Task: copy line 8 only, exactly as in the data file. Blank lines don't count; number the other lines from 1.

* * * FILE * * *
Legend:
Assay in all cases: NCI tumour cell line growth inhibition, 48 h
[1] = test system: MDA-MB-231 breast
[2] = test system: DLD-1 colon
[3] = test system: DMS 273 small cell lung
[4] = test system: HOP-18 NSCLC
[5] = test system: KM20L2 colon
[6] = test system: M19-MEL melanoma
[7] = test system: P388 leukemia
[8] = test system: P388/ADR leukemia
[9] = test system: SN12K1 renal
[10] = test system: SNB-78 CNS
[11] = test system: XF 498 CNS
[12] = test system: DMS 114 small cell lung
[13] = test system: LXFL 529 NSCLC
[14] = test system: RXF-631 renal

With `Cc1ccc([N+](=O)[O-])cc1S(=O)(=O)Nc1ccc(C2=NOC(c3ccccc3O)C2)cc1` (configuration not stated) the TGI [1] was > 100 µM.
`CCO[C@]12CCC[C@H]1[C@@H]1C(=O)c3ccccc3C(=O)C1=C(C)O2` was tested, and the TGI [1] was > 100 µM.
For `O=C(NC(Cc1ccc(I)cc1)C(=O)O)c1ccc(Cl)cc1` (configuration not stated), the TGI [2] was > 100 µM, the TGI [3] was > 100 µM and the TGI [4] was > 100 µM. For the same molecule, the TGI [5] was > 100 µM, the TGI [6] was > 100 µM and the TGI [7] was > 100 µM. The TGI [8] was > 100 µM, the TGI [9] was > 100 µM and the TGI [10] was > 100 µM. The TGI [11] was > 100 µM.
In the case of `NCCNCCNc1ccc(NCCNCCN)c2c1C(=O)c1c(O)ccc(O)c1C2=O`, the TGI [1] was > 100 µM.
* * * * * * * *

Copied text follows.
[6] = test system: M19-MEL melanoma